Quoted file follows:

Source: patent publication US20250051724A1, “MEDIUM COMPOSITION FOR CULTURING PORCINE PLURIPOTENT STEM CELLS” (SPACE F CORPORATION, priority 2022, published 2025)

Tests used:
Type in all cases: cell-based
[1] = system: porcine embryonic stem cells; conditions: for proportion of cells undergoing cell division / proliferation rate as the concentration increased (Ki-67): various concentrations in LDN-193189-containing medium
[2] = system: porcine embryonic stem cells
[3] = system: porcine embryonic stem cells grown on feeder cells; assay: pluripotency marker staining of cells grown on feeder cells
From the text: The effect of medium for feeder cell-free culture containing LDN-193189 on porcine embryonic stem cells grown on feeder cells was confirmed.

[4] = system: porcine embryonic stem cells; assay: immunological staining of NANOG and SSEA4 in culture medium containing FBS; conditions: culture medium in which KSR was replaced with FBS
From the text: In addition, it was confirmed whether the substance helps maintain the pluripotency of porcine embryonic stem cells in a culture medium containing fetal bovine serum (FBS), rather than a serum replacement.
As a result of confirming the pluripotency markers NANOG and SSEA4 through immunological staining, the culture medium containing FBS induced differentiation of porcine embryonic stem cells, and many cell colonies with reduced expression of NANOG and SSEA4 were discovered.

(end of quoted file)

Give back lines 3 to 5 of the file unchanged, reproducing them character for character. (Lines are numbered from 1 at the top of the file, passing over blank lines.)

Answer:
Type in all cases: cell-based
[1] = system: porcine embryonic stem cells; conditions: for proportion of cells undergoing cell division / proliferation rate as the concentration increased (Ki-67): various concentrations in LDN-193189-containing medium
[2] = system: porcine embryonic stem cells